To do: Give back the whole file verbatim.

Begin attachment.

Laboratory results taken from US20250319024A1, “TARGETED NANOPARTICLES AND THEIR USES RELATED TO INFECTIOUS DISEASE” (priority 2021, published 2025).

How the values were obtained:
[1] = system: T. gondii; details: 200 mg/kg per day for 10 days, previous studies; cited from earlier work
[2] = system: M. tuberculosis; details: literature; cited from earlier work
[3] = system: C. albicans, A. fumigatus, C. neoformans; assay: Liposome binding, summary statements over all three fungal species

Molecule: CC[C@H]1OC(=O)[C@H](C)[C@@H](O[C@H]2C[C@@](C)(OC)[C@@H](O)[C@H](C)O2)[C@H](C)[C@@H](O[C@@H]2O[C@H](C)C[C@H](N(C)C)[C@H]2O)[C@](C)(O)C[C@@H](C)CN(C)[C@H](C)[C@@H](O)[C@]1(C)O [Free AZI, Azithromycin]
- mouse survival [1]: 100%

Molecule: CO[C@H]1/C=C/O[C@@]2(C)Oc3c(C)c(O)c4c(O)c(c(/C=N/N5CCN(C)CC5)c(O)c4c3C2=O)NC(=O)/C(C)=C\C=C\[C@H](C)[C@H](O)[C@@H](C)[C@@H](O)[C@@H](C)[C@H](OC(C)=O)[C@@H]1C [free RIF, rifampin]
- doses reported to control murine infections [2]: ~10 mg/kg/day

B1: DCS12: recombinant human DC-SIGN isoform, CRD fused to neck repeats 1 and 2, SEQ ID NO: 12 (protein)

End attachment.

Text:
Laboratory results taken from US20250319024A1, “TARGETED NANOPARTICLES AND THEIR USES RELATED TO INFECTIOUS DISEASE” (priority 2021, published 2025).

How the values were obtained:
[1] = system: T. gondii; details: 200 mg/kg per day for 10 days, previous studies; cited from earlier work
[2] = system: M. tuberculosis; details: literature; cited from earlier work
[3] = system: C. albicans, A. fumigatus, C. neoformans; assay: Liposome binding, summary statements over all three fungal species

Molecule: CC[C@H]1OC(=O)[C@H](C)[C@@H](O[C@H]2C[C@@](C)(OC)[C@@H](O)[C@H](C)O2)[C@H](C)[C@@H](O[C@@H]2O[C@H](C)C[C@H](N(C)C)[C@H]2O)[C@](C)(O)C[C@@H](C)CN(C)[C@H](C)[C@@H](O)[C@]1(C)O [Free AZI, Azithromycin]
- mouse survival [1]: 100%

Molecule: CO[C@H]1/C=C/O[C@@]2(C)Oc3c(C)c(O)c4c(O)c(c(/C=N/N5CCN(C)CC5)c(O)c4c3C2=O)NC(=O)/C(C)=C\C=C\[C@H](C)[C@H](O)[C@@H](C)[C@@H](O)[C@@H](C)[C@H](OC(C)=O)[C@@H]1C [free RIF, rifampin]
- doses reported to control murine infections [2]: ~10 mg/kg/day

B1: DCS12: recombinant human DC-SIGN isoform, CRD fused to neck repeats 1 and 2, SEQ ID NO: 12 (protein)